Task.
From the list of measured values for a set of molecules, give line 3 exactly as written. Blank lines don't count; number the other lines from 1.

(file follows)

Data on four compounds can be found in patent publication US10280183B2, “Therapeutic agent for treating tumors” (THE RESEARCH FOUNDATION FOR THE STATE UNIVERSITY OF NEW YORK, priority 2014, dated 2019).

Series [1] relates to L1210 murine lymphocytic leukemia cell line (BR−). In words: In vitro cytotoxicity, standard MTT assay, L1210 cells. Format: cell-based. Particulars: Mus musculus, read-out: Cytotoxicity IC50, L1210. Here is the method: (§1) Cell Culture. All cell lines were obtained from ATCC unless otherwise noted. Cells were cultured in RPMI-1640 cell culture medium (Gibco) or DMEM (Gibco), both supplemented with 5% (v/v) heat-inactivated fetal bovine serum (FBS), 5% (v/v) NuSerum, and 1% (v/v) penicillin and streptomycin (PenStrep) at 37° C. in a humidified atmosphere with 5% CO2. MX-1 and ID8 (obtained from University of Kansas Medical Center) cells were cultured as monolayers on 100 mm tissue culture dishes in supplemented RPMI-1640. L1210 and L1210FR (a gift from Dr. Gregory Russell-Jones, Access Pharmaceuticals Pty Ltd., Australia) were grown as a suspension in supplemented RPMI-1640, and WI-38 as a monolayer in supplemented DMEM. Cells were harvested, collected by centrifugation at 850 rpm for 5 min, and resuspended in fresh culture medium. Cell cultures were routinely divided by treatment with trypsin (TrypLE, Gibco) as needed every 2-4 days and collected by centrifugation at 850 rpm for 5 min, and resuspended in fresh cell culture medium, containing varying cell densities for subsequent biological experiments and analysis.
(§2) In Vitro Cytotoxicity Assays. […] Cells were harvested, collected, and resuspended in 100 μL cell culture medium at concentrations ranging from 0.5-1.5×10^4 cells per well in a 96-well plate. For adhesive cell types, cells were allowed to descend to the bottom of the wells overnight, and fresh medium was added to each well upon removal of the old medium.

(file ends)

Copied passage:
(§2) In Vitro Cytotoxicity Assays. […] Cells were harvested, collected, and resuspended in 100 μL cell culture medium at concentrations ranging from 0.5-1.5×10^4 cells per well in a 96-well plate. For adhesive cell types, cells were allowed to descend to the bottom of the wells overnight, and fresh medium was added to each well upon removal of the old medium.